I studied Economics at the University of Sheffield and I do believe that my degree was the stepping stone in paving the way for my career or at least getting me that first interview. Your degree and higher education provides you with the core skills to enable you to logically reason and think. However, I do believe that your higher education tends to become increasingly less relevant as you progress up the career ladder. You are not so much commended on your degree type or classification but on your ability and proven track experience in actually fulfilling a role.
What's the best experience you've had whilst working for FDM?
FDM are really keen on keeping their employees engaged whether on site or in office. Whilst I am now placed as a Consultant in a leading Investment Bank, I am never left out or removed from the activities that are taking place at FDM. They really do reward your efforts and hard work, whether this is through their Consultant of the Month nominations, commendations in the monthly newsletter or the all expenses paid annual Summer Party.
If you had to do the whole job hunt again, from graduating to starting your first graduate role, what would you do differently?
If I had to do it all again and without the help of FDM, I would definitely explore pursuing further qualifications to get me on par with other entry level professionals within the field. FDM has successfully tapped into the notion of providing their trainees with a head start by training them and enabling them to undergo industry recognised qualifications within a short space of time.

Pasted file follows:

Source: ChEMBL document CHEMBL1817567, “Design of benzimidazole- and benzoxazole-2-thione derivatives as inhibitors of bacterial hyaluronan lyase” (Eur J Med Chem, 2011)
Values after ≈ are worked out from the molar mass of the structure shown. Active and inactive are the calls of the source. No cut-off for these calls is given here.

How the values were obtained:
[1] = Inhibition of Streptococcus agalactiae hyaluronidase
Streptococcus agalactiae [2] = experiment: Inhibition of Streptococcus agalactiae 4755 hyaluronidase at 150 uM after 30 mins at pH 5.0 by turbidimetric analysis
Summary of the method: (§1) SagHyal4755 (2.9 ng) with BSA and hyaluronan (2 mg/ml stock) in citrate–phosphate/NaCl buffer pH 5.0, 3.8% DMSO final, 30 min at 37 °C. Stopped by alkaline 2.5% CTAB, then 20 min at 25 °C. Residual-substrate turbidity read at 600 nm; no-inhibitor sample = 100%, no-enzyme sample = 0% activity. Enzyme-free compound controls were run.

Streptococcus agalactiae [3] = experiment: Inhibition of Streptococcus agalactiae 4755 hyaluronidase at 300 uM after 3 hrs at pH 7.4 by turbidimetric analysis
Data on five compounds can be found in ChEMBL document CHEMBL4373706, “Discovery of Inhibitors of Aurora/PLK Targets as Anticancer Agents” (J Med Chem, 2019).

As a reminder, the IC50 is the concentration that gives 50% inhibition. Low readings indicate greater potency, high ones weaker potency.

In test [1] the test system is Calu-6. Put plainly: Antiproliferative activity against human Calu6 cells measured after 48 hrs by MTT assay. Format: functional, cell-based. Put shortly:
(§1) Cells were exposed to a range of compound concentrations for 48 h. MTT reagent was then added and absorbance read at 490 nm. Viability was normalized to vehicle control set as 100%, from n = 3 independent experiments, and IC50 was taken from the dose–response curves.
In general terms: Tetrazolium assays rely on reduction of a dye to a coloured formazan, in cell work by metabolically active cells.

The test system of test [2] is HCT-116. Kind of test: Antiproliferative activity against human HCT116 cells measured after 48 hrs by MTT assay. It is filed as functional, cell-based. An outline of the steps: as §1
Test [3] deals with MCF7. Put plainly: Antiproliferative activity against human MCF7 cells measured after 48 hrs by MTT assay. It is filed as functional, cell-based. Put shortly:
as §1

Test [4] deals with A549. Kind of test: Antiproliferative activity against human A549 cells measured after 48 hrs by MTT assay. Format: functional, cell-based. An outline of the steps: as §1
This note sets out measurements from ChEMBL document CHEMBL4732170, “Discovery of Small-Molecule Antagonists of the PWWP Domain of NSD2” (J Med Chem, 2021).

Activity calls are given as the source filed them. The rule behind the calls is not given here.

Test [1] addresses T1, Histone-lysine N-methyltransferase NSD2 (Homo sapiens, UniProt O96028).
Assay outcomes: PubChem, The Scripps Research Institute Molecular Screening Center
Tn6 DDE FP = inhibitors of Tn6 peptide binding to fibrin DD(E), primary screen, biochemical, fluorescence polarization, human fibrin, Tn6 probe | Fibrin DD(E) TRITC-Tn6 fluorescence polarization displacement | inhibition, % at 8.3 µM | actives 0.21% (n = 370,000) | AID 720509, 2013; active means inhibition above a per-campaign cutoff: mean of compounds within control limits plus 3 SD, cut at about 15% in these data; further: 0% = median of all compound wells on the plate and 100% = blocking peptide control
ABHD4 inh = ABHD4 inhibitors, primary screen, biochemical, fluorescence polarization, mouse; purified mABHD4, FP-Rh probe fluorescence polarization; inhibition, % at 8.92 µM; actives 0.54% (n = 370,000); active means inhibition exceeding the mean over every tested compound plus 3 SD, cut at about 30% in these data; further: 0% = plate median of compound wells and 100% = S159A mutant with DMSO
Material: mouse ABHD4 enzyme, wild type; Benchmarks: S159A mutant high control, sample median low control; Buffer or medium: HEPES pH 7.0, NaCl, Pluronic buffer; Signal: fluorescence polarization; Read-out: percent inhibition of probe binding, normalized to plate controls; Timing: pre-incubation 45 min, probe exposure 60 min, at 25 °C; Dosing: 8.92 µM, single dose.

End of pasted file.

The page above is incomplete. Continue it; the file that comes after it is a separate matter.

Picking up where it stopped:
I definitely believe that this has been positive influence in my career path, whether it is the PRINCE2 qualifications or the VBA and SQL training, they have all helped to shape me into a more attractive "prospect" for employers.
If you want to find out more about graduate jobs with FDM Group, please take a look at their minisite.
Ranked 9 of 40 sectors
The popularity index ranks the sectors graduates chose most frequently during registration since 2000.
Average salary for jobs in Computing & IT compared to the average salary for all jobs posted to graduate-jobs.com
Percentage of graduates who studied a degree related to Computing & IT that have found relevant work since 2012: 85%
The Computing and IT sector is very broad and with this comes a selection of different ways candidates can strengthen their applications. From data analysis to web design and programming, Computing graduates have a special set of skills to offer employers that can be extremely beneficial. One thing that might be worth considering is trying to specialise in a certain area. Graduate schemes in Computing and IT are also available at some of the bigger organisations, allowing Computing graduates to show their potential and specialise later.
The field is constantly evolving and companies look for skilled graduates to come into the workplace brimming with fresh and innovative ideas that can really add a dynamic edge. Candidates coming to the field from a degree subject that was not related might find it difficult to make headway in the sector due to skills and experiences provided at university. Unless a candidate can really supply excellent technical skills outside of their education, it is unlikely will look for anything less than a formal higher qualification in a related field. The sector has a lot in common with the Science and Technology sector, with many skills applicable in both.
The important thing to get across in either applications or interviews is the extent of a candidate's technical skills. This is important for graduates in this field as their skills can really set them apart from other applicants. Graduates should try to have a speciality that combines some high quality work with what the company they are applying for does. For example, if a candidate is applying for a web designing position, they should take in some examples of their work. The best way to impress a potential employer is having a concise and impressive portfolio that documents the variety and extent of what they can offer. Also bear in mind that the portfolio should be tailored and altered for certain applications to emphasise certain skills.